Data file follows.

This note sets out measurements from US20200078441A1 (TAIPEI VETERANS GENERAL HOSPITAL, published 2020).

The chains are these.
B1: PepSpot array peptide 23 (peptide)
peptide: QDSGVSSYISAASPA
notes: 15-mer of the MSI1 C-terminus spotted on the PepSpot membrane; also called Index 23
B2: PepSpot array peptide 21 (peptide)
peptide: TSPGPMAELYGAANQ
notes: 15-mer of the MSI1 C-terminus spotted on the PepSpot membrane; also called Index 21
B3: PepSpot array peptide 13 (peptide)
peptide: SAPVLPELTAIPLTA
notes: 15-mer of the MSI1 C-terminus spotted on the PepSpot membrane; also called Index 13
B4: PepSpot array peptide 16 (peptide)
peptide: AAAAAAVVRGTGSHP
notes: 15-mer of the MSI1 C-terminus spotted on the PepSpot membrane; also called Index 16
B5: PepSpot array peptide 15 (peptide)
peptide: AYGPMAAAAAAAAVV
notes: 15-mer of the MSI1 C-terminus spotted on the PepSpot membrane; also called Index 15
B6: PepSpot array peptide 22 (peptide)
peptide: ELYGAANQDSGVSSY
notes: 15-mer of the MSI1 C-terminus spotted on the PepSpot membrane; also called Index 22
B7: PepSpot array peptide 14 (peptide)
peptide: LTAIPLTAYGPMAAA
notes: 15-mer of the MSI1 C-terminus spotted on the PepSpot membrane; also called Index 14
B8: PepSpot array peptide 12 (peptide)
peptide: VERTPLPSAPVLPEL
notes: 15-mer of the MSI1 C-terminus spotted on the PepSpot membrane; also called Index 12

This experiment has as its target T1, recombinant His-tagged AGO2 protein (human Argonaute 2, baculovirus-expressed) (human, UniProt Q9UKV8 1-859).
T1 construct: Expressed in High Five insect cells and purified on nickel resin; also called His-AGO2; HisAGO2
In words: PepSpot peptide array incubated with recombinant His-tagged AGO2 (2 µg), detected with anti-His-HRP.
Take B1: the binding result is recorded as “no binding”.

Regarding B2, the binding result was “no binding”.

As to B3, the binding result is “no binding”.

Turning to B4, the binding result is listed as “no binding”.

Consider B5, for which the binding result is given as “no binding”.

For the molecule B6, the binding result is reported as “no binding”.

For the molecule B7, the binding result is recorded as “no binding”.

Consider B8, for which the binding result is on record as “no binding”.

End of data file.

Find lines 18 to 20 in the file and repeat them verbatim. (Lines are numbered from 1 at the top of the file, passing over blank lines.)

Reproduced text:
B6: PepSpot array peptide 22 (peptide)
peptide: ELYGAANQDSGVSSY
notes: 15-mer of the MSI1 C-terminus spotted on the PepSpot membrane; also called Index 22